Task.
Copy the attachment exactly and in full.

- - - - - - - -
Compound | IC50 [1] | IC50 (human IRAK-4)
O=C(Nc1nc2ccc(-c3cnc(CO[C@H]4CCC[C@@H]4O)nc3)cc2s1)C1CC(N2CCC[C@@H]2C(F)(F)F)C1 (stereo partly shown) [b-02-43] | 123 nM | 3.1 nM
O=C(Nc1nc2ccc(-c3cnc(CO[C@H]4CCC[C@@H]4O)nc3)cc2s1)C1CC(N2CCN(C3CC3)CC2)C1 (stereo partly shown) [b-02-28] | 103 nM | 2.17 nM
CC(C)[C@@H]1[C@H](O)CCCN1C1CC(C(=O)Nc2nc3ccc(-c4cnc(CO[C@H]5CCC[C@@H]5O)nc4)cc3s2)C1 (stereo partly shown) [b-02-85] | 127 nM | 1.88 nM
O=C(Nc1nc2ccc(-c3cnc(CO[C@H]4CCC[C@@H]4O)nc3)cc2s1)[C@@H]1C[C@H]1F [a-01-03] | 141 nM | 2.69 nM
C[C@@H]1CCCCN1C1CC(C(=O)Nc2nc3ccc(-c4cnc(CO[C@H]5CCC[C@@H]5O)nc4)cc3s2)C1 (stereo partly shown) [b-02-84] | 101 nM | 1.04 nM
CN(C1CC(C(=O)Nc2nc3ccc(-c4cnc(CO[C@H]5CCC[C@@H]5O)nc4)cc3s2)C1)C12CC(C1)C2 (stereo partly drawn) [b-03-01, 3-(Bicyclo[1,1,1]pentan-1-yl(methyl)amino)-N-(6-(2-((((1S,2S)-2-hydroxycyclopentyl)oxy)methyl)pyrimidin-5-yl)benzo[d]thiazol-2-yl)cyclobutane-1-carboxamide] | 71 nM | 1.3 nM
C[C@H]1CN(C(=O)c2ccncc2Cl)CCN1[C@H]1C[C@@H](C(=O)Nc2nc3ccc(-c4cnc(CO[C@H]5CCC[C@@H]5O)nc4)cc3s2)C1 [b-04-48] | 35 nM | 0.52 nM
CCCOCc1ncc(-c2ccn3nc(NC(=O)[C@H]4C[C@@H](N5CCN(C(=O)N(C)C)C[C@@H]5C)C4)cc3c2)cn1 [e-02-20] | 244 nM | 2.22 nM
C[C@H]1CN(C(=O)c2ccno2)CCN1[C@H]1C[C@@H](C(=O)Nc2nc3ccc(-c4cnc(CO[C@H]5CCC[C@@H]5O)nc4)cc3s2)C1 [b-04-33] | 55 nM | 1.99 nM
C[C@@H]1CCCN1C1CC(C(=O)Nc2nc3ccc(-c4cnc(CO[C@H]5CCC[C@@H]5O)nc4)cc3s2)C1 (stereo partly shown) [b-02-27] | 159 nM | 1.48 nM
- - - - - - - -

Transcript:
Compound | IC50 [1] | IC50 (human IRAK-4)
O=C(Nc1nc2ccc(-c3cnc(CO[C@H]4CCC[C@@H]4O)nc3)cc2s1)C1CC(N2CCC[C@@H]2C(F)(F)F)C1 (stereo partly shown) [b-02-43] | 123 nM | 3.1 nM
O=C(Nc1nc2ccc(-c3cnc(CO[C@H]4CCC[C@@H]4O)nc3)cc2s1)C1CC(N2CCN(C3CC3)CC2)C1 (stereo partly shown) [b-02-28] | 103 nM | 2.17 nM
CC(C)[C@@H]1[C@H](O)CCCN1C1CC(C(=O)Nc2nc3ccc(-c4cnc(CO[C@H]5CCC[C@@H]5O)nc4)cc3s2)C1 (stereo partly shown) [b-02-85] | 127 nM | 1.88 nM
O=C(Nc1nc2ccc(-c3cnc(CO[C@H]4CCC[C@@H]4O)nc3)cc2s1)[C@@H]1C[C@H]1F [a-01-03] | 141 nM | 2.69 nM
C[C@@H]1CCCCN1C1CC(C(=O)Nc2nc3ccc(-c4cnc(CO[C@H]5CCC[C@@H]5O)nc4)cc3s2)C1 (stereo partly shown) [b-02-84] | 101 nM | 1.04 nM
CN(C1CC(C(=O)Nc2nc3ccc(-c4cnc(CO[C@H]5CCC[C@@H]5O)nc4)cc3s2)C1)C12CC(C1)C2 (stereo partly drawn) [b-03-01, 3-(Bicyclo[1,1,1]pentan-1-yl(methyl)amino)-N-(6-(2-((((1S,2S)-2-hydroxycyclopentyl)oxy)methyl)pyrimidin-5-yl)benzo[d]thiazol-2-yl)cyclobutane-1-carboxamide] | 71 nM | 1.3 nM
C[C@H]1CN(C(=O)c2ccncc2Cl)CCN1[C@H]1C[C@@H](C(=O)Nc2nc3ccc(-c4cnc(CO[C@H]5CCC[C@@H]5O)nc4)cc3s2)C1 [b-04-48] | 35 nM | 0.52 nM
CCCOCc1ncc(-c2ccn3nc(NC(=O)[C@H]4C[C@@H](N5CCN(C(=O)N(C)C)C[C@@H]5C)C4)cc3c2)cn1 [e-02-20] | 244 nM | 2.22 nM
C[C@H]1CN(C(=O)c2ccno2)CCN1[C@H]1C[C@@H](C(=O)Nc2nc3ccc(-c4cnc(CO[C@H]5CCC[C@@H]5O)nc4)cc3s2)C1 [b-04-33] | 55 nM | 1.99 nM
C[C@@H]1CCCN1C1CC(C(=O)Nc2nc3ccc(-c4cnc(CO[C@H]5CCC[C@@H]5O)nc4)cc3s2)C1 (stereo partly shown) [b-02-27] | 159 nM | 1.48 nM